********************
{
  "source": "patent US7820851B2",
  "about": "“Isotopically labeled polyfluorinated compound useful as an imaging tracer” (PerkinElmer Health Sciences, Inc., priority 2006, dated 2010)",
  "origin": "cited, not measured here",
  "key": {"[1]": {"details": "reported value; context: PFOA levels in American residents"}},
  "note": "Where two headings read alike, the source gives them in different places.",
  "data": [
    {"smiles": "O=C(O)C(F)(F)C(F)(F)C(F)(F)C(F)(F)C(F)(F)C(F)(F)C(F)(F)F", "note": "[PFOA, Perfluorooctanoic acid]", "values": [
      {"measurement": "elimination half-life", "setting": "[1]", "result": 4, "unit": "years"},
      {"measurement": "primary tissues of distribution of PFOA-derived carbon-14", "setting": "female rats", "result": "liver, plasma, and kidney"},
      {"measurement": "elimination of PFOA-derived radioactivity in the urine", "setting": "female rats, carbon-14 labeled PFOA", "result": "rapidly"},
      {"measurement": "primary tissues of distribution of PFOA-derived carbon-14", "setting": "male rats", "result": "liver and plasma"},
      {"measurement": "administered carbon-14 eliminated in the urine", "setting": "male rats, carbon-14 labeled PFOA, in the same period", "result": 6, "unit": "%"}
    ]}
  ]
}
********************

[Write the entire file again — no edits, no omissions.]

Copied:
{
  "source": "patent US7820851B2",
  "about": "“Isotopically labeled polyfluorinated compound useful as an imaging tracer” (PerkinElmer Health Sciences, Inc., priority 2006, dated 2010)",
  "origin": "cited, not measured here",
  "key": {"[1]": {"details": "reported value; context: PFOA levels in American residents"}},
  "note": "Where two headings read alike, the source gives them in different places.",
  "data": [
    {"smiles": "O=C(O)C(F)(F)C(F)(F)C(F)(F)C(F)(F)C(F)(F)C(F)(F)C(F)(F)F", "note": "[PFOA, Perfluorooctanoic acid]", "values": [
      {"measurement": "elimination half-life", "setting": "[1]", "result": 4, "unit": "years"},
      {"measurement": "primary tissues of distribution of PFOA-derived carbon-14", "setting": "female rats", "result": "liver, plasma, and kidney"},
      {"measurement": "elimination of PFOA-derived radioactivity in the urine", "setting": "female rats, carbon-14 labeled PFOA", "result": "rapidly"},
      {"measurement": "primary tissues of distribution of PFOA-derived carbon-14", "setting": "male rats", "result": "liver and plasma"},
      {"measurement": "administered carbon-14 eliminated in the urine", "setting": "male rats, carbon-14 labeled PFOA, in the same period", "result": 6, "unit": "%"}
    ]}
  ]
}